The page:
Investigators still aren’t sure what caused the plane to crash in a remote part of southeast Alaska, killing all eight passengers as well as the pilot. The search for the plane, owned by Promech Air, began when the Coast Guard received a report that it was late. The downed plane, a DeHavilland DHC-3 Otter turboprop, was spotted where it had crashed on a cliff that overlooked a lake.
Recovery teams initially had a difficult time getting to the site because of rainy, windy weather conditions. Investigators from the National Transportation Safety Board are currently trying to determine the cause of the fatal crash.
This isn’t the first time that a plane carrying tourists has gone done in this area of Alaska. In fact, back in 2007, the federal government implemented safety measures, including weather cameras, after two fatal crashes within a month of each other killed 10 people. Since that time, however, there have been five additional fatal crashes of tourist flights, according to the Federal Aviation Administration.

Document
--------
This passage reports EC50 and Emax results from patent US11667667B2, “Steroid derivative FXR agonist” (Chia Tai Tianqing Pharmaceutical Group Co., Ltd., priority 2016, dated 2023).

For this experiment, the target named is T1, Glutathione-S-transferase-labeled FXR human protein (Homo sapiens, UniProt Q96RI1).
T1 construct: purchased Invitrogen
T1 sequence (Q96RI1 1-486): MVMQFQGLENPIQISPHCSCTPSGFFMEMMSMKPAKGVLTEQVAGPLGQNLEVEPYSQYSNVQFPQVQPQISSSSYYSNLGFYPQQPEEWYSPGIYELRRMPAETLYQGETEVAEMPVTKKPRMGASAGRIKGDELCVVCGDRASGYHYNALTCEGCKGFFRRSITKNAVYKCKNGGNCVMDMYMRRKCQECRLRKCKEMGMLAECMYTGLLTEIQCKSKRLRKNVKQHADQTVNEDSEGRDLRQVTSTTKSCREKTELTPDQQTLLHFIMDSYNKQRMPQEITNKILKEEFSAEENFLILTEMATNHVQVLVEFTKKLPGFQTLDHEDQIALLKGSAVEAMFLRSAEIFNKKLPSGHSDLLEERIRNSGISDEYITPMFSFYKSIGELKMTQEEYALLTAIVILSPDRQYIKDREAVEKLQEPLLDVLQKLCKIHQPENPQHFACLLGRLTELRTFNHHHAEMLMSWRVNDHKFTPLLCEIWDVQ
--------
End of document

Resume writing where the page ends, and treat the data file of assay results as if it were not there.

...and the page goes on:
Arizona residents who have lost a loved one in an aviation accident can understandably be overwhelmed with shock and grief. Thus, it can be difficult to make sound decisions about what action to take next.
Until all of the causes of an accident are determined by investigators, you can’t know who can and should be held responsible. Therefore, beware of insurers trying to make quick settlements that may help you pay for burial costs and lost wages, but deny you needed compensation later on. Before you accept a settlement from an aviation company’s or aircraft manufacturer’s insurer, it’s essential to get some sound legal advice.